Reformers have called for new resources, more administrative law judges and improved attorney fee arrangements. But surprisingly, commentators have largely ignored tools long used by courts to resolve common claims raised by large groups of people: class action and complex litigation procedures. Almost no administrative law process allows groups to aggregate and resolve common claims for relief. As a result, in a wide variety adjudicatory proceedings, administrative agencies routinely (1) waste resources on repetitive cases, (2) reach inconsistent decisions for the same kinds of claims, and (3) deny individuals access to the affordable representation that aggregate procedures otherwise promise. Moreover, procedural and substantive hurdles — including exhaustion of administrative remedies and judicial deference to agency expertise — often prevent federal courts from providing class-wide relief to parties in agency adjudications.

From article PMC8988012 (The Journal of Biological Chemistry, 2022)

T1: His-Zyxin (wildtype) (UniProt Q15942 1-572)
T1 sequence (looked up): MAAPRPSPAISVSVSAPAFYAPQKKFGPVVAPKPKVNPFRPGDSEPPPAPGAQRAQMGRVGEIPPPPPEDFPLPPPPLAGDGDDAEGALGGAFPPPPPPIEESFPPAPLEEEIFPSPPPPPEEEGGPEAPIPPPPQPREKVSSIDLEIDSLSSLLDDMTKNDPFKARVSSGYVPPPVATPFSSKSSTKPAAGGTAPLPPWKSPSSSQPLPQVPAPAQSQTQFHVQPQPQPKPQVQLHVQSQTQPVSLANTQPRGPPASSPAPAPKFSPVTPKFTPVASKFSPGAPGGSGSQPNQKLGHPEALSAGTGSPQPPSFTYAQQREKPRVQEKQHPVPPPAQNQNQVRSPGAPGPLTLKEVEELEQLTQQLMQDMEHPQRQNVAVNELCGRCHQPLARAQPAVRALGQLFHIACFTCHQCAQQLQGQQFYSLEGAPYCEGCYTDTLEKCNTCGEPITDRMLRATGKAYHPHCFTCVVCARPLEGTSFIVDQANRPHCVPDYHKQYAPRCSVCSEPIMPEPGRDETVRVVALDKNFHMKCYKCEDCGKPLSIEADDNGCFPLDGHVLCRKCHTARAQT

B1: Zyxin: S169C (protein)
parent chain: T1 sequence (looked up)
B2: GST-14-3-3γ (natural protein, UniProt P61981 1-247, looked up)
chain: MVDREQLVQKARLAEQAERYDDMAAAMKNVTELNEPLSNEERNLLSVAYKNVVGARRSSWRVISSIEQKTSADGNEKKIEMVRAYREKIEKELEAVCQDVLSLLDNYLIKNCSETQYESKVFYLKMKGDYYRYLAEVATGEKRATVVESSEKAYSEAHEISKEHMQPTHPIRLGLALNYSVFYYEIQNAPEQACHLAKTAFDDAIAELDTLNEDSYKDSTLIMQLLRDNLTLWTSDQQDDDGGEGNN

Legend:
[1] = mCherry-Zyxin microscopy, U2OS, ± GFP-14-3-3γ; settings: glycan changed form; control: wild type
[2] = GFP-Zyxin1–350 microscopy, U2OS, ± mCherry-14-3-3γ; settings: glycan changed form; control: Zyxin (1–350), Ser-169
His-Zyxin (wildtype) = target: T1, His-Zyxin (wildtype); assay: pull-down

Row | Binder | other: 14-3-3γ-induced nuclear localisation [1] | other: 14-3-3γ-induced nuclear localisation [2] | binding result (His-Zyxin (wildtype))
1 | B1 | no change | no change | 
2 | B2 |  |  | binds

We argue that agencies themselves should adopt aggregation procedures, like those under Rule 23 of the Federal Rules of Civil Procedure, to adjudicate common claims raised by large groups of people. After surveying the current tools by which agencies could promote more efficiency, consistency and legal access — including rulemaking, stare decisis, attorneys fees and federal court class actions — we find agency class action rules more effectively resolve common disputes by: (1) efficiently creating ways to pool information about recurring problems and enjoin systemic harms; (2) achieving greater equality in outcomes than individual adjudication; and (3) securing legal and expert assistance at a critical stage in the process. In this way, The Agency Class Action represents a new kind of decision-making for administrative agencies — a blend of adjudication and rulemaking for large groups of people who similarly depend upon the administrative state for relief.